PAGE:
 Antifreeze gene into Atlantic salmon – protein that prevents the fishes blood from
 Hormones have been introduced to increase production of farm animal products
 Bovine Growth Hormone (BGH) –
 Concerns – using the hormone might increase chances of some types of infection
in cows
 In 1999 – federal government did not approve use of BGH for milk production in
Biotechnology in the Environment
 How to clean up toxic wastes left over –
 Canada –
 Across Canada – over 1000 sites are contaminated with hazardous materials
 1980’s – look for ways to use micro-organisms to break down the complex
compounds in toxic wastes =
 Decomposers (bacteria, fungi, micro-organisms) use dead plant and animals as
 Different species of these –
 Trick is to find the right ones for the substances
 Micro-organisms have been found to break down toxic compounds such as
methylene chloride
 Most often requires a group of organisms each responsible for a certain step –
called consortia
 Injecting micro-organisms into ground along with nutrients that will help them
 Others – only oxygen or nutrients are needed to nourish micro-organisms that are
already in soil
 Cost effective (only 1/5 the cost of previous methods)
 Treating contamination without causing major disturbance to area and minimal
 1989 – Alaska –
 33 000 sea birds, 146 bald eagles, 980 sea otters had been found dead
 Oil covered 1600km of shoreline
 To remove oil –
 Between 1976 and 1987 – over 300 significant oil spills occurred off Canada’s
east and west coasts
 1988 – Washington state –
 Mercury, copper, zinc, lead –
 Released into environment by industrial and mining activities, urban storm runoff, leaching of rocks and soil by acid rain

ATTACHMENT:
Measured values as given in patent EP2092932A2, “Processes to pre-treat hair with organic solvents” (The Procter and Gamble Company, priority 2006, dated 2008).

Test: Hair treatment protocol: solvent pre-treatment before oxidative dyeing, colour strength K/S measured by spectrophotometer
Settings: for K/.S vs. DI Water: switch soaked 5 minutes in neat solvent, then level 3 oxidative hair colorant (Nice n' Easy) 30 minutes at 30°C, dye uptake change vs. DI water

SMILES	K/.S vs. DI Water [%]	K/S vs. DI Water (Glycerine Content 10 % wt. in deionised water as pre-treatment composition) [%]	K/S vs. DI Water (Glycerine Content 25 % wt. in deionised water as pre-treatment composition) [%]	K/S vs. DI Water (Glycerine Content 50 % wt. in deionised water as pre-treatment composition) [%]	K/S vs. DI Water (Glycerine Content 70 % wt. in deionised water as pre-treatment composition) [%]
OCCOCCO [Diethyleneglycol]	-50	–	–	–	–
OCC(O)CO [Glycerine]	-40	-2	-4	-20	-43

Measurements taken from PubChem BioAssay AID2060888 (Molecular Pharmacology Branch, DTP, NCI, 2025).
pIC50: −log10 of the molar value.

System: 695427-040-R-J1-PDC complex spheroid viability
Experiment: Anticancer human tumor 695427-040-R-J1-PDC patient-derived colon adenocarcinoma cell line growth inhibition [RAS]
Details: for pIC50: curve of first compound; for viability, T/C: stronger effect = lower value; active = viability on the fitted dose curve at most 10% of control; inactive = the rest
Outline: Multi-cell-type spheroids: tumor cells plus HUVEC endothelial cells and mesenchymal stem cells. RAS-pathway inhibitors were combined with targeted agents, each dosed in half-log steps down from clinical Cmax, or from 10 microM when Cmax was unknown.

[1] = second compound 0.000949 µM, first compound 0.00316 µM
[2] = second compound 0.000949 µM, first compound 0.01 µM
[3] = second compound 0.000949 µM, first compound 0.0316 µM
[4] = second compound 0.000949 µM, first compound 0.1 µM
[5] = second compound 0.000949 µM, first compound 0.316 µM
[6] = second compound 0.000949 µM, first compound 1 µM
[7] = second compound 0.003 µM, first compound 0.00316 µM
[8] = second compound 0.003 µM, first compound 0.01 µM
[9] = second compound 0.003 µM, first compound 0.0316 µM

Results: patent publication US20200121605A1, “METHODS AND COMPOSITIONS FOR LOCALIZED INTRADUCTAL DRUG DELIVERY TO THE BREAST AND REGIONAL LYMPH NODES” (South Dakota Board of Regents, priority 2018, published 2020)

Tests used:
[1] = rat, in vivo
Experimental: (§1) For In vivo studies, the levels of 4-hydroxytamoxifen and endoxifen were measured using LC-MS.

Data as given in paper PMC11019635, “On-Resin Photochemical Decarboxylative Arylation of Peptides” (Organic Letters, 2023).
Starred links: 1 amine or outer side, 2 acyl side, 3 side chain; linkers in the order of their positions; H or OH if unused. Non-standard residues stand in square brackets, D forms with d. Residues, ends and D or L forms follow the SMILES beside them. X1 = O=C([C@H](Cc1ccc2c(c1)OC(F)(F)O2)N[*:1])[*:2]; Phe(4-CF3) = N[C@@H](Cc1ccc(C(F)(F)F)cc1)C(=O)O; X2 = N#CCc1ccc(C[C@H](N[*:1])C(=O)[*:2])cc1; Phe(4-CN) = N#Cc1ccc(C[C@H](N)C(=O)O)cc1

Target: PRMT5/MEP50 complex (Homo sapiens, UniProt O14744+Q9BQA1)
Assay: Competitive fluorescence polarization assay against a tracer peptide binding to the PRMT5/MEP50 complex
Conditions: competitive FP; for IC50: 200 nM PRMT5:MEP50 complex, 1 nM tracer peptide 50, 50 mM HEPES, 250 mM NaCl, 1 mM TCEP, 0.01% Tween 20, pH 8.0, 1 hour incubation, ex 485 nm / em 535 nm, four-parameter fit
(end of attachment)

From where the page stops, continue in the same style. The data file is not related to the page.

 Bacteria, fungi, algae –
 Cabbage, mustards, radishes –
 These plants can be genetically altered to take up specific metals from the soil
 Plants must be harvested and then disposed safely to remove pollutants
Species Preservation
 Overfishing, pollution, global climate change –
 Oceans – organisms have unique biochemical characteristics that provide
opportunities for solving a variety of medical problems
 Bacterium that lives with sponges and sea squirts –
 Many sponges and corals – make chemicals that reduce inflammation and pain of
acute asthma, arthritis and injuries
 Other marine organisms –
 Bred in captivity to increase numbers
 Inbreeding –
 Solution – DNA fingerprinting – identify individuals but also determine how
closely related they are
 Pair unrelated individuals to produce offspring –
 Mating unsuccessful – discover why female cannot become pregnant or analyze
semen of partner
 Goal of such inbreeding – return endangered species to their natural habitats –
enough suitable habitat remaining in wild to support these plants and animals
Where do we go from here?
 Decisions made will depend on clear understanding of science and technology
involved as well as people’s beliefs